At the beginning of the 21st Century monsters still roam the remote, and sometimes not so remote, corners of our planet. It is our job to search for them. The Centre for Fortean Zoology [CFZ] is - we believe - the largest professional, scientific and full-time organisation in the world dedicated to cryptozoology - the study of unknown animals. Since 1992 the CFZ has carried out an unparalleled programme of research and investigation all over the world. Since 2009 we have been running the increasingly popular CFZ Blog Network, and although there has been an American branch of the CFZ for over ten years now, it is only now that it has a dedicated blog.

Friday, 5 June 2015


The city of Liverpool has two symbolic birds which are called the Liver Birds.  There is a carving of one of the birds on each of the two towers of the Liver Building.  It is said if they fly away, the River Mersey will flood Liverpool.  But what exactly are they?

The first mention we have of the Liver Bird is in 1668.  The College of Arms gave Liverpool its coat of arms in 1797 with the birds on it.  The College proclaimed it was a cormorant.  But was it?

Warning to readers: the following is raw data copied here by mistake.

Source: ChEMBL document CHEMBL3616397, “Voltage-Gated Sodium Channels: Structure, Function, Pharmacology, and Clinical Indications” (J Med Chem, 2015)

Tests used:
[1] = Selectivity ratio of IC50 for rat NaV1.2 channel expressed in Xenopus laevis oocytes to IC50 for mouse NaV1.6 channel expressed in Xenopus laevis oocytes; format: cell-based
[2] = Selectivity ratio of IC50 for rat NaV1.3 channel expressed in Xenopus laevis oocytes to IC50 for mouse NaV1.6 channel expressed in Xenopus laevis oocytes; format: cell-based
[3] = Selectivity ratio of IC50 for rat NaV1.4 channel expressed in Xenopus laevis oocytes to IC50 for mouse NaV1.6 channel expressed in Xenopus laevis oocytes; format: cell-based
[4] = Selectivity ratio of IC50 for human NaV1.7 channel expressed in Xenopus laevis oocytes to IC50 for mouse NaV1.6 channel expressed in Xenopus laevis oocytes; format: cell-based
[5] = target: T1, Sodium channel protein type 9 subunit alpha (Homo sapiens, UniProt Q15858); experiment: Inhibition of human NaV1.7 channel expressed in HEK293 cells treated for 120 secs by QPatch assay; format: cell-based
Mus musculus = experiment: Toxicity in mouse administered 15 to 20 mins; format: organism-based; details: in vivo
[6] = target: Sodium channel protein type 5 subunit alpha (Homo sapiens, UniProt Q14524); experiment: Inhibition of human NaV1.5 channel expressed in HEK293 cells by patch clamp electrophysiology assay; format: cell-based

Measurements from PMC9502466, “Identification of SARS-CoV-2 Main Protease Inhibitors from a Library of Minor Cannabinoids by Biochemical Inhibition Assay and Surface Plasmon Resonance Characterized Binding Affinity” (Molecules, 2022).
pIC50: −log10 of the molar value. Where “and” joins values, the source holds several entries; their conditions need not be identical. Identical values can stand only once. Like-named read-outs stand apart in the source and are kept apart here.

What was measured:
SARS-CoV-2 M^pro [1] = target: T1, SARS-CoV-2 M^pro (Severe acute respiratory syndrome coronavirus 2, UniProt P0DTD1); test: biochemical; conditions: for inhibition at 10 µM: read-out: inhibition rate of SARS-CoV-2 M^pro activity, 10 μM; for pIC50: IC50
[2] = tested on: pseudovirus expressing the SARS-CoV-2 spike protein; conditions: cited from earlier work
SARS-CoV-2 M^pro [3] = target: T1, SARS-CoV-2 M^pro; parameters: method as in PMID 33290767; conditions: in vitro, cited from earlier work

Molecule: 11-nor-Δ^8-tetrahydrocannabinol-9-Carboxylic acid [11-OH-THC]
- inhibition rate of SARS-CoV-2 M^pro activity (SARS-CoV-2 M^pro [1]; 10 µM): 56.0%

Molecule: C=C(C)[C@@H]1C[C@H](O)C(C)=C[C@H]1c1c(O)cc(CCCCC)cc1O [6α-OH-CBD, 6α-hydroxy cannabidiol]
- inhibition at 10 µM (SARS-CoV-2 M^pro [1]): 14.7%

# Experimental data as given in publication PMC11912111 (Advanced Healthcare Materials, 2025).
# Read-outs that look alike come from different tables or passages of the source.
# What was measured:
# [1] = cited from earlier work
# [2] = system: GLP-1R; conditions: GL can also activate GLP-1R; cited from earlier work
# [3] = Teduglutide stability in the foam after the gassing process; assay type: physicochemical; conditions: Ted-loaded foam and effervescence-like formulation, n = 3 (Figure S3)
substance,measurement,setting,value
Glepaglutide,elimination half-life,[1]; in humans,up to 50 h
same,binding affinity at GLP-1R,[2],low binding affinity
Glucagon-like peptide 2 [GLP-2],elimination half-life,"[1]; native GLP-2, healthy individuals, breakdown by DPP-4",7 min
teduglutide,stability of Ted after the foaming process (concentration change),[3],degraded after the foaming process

Liverpool received its charter in 1207, granted by King John.  His seal on the document was an eagle, but this may have grown into the mysterious birds.

The Liverpool Mercury in 1824 said a man had entered their office carrying a stuffed liver bird and that experts had denied what he had was a cormorant, but an ornithologist from Ormskirk proclaimed that is just what it was.  The owner of the creature took it away, so we cannot hope to examine it.

The identity of the Liver Birds remains an enigma.  By the way, it is said one of the bird statues will flap its wings if a virgin passes by.  So far it has not been observed to do so.

Liverpool Coat of Arms

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